Artificial Intelligence

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1 Artificial Intelligence ICS461 Fall Lecture #12B More Representations Outline Logics Rules Frames Nancy E. Reed 2 Representation Agents deal with knowledge (data) Facts (believe & observe knowledge) Procedures (how to knowledge) Meaning g( (relate & define knowledge) Right representation is critical to success Early realisation of importance in AI Wrong choice can lead to project failure Still an active research area Choosing a Representation For certain problem solving techniques Best representation already known Often a requirement of the technique Or a requirement of the programming language (e.g. Prolog) Examples First order theorem proving first order logic Inductive logic programming logic programs Neural networks learning neural networks Some general representation schemes Suitable for many different (and new) AI applications Some General Representations Logical Representations Production Rules Conceptual graphs, frames Description and Multivalued Logics What is a Logic? A language with concrete rules No ambiguity in representation (may be other errors!) Allows unambiguous communication and processing Very unlike natural languages e.g. English Many ways to translate between languages A statement can be represented in different logics And perhaps differently in same logic Expressiveness of a logic How much can we say in this language? Not to be confused with logical reasoning Logics are languages, reasoning is a process (may use logic) 1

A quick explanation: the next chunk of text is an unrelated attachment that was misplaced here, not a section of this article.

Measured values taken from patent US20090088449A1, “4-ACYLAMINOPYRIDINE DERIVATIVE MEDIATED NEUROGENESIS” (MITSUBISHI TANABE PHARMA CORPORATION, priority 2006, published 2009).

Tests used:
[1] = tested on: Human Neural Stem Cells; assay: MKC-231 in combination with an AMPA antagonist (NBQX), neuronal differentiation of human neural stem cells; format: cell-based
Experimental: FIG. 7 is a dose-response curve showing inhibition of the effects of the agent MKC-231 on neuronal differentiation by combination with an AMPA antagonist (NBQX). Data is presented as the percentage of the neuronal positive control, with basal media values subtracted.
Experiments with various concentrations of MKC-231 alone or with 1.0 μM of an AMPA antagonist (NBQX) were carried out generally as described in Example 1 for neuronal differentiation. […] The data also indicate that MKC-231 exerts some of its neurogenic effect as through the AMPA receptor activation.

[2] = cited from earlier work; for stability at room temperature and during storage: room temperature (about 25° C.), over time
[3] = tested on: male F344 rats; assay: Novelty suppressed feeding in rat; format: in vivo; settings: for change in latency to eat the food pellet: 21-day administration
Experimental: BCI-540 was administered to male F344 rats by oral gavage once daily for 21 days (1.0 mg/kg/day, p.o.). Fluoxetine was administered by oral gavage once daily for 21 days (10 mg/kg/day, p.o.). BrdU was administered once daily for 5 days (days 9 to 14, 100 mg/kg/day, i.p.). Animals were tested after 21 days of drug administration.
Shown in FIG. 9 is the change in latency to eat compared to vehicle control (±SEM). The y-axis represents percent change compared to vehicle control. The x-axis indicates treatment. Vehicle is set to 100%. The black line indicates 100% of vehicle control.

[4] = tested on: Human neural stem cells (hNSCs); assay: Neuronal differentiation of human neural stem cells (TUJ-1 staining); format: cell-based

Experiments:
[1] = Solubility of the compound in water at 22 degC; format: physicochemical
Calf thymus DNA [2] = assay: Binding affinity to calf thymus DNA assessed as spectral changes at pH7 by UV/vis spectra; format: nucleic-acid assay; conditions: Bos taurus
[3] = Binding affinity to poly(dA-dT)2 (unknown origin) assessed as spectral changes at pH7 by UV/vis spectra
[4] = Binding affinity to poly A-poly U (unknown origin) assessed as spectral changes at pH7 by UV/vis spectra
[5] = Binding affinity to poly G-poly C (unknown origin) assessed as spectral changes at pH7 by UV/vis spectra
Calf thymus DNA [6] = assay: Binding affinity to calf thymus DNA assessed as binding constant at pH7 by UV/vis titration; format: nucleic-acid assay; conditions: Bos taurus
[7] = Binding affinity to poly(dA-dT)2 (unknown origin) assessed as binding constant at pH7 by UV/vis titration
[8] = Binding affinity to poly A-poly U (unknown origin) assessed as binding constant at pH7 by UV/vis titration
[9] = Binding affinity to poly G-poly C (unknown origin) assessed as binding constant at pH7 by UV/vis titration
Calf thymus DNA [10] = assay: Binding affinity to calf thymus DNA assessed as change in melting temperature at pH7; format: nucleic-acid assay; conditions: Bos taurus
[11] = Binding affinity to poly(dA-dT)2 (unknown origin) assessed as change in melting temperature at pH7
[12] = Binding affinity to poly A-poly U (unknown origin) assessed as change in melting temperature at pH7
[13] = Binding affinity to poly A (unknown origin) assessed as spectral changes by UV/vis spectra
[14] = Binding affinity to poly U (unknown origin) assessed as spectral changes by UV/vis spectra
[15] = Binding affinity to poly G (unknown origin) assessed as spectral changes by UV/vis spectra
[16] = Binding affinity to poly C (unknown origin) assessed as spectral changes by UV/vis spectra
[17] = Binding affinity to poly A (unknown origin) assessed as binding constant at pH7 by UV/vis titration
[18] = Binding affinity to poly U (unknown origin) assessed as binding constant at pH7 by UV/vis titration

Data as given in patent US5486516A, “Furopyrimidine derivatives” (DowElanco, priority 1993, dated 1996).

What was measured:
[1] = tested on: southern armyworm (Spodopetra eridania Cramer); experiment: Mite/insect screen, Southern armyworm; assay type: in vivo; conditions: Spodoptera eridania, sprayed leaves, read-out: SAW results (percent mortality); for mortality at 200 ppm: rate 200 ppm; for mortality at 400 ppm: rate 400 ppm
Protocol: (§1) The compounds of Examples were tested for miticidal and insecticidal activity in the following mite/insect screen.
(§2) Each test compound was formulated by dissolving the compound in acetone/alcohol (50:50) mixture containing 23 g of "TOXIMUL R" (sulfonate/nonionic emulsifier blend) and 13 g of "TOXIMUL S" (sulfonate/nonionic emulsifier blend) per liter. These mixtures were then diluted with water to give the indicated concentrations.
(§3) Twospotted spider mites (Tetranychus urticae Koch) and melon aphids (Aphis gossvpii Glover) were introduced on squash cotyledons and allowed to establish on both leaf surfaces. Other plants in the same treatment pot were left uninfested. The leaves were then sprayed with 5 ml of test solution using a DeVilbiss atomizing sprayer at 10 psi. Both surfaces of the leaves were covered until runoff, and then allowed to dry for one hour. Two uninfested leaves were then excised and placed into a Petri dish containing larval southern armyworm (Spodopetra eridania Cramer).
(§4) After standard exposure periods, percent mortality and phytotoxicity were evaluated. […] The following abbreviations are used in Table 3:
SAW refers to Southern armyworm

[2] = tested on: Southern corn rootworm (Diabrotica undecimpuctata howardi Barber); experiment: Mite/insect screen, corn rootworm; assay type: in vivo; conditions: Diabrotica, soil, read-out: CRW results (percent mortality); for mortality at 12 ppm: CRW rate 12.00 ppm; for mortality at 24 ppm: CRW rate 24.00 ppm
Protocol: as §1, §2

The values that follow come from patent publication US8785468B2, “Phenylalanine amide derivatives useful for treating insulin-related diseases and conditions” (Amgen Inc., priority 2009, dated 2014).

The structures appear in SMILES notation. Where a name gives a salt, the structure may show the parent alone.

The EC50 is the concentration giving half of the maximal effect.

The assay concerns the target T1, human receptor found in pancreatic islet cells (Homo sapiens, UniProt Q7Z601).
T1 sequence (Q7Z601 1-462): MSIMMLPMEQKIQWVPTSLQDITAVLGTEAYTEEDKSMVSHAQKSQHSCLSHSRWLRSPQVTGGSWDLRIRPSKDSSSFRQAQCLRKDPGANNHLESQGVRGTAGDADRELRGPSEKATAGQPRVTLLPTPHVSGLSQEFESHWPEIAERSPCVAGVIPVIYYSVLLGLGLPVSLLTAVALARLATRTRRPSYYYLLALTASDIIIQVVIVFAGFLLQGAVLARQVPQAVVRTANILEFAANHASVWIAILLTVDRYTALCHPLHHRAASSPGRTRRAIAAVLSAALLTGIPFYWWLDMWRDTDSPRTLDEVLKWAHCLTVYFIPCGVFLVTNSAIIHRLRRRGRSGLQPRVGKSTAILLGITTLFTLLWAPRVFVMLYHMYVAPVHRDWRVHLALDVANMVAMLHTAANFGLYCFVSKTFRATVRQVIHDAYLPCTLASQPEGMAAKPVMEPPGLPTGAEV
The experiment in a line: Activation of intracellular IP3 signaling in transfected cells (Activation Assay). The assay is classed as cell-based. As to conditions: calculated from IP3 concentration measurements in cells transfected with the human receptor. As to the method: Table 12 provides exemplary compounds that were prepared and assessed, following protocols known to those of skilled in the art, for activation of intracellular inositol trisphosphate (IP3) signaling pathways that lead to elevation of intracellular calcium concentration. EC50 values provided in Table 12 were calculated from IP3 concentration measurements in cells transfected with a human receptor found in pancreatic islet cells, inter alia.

2 Logic is a Good Representation Fairly easy to do the translation when possible Branches of mathematics devoted to it It enables us to do logical reasoning Tools and techniques come for free Basis for programming languages Prolog uses logic programs (a subset of FOL) λprolog based on HOL Syntax and Semantics Syntax Rules for constructing legal sentences in the logic Which symbols we can use (English: letters, punctuation) How we are allowed to combine symbols Semantics How we interpret (read) sentences in the logic Assigns a meaning to each sentence Example: All lecturers are seven feet tall A valid sentence (syntax) And we can understand the meaning (semantics) This sentence happens to be false (there is a counterexample) The idea is that knowledge is often best understood as a set of concepts that are related to one another. The meaning of a concept is defined by its relationship to other concepts. A semantic network consists of 1. a set of nodes that are 2. connected by labeled arcs. The nodes represent concepts and the arcs represent relations between concepts. Common Semantic Relations There is no standard set of relations for semantic networks, but the following relations are very common: INSTANCE: X is an INSTANCE of Y if X is a specific example of the general concept Y. Example: Elvis is an INSTANCE of Human ISA: X ISA Y if X is a subset of the more general concept Y. Example: sparrow ISA bird HASPART: X HASPART Y if the concept Y is a part of the concept X. (Or this can be any other property) Example: sparrow HASPART tail Inheritance Inheritance is a key concept in semantic networks and can be represented naturally by following ISA links. In general, if concept X has property P, then all concepts that are a subset of X should also have property P. But exceptions are pervasive in the real world! In practice, inherited properties are usually treated as default values. If a node has a direct link that contradicts an inherited property, then the default is overridden. 2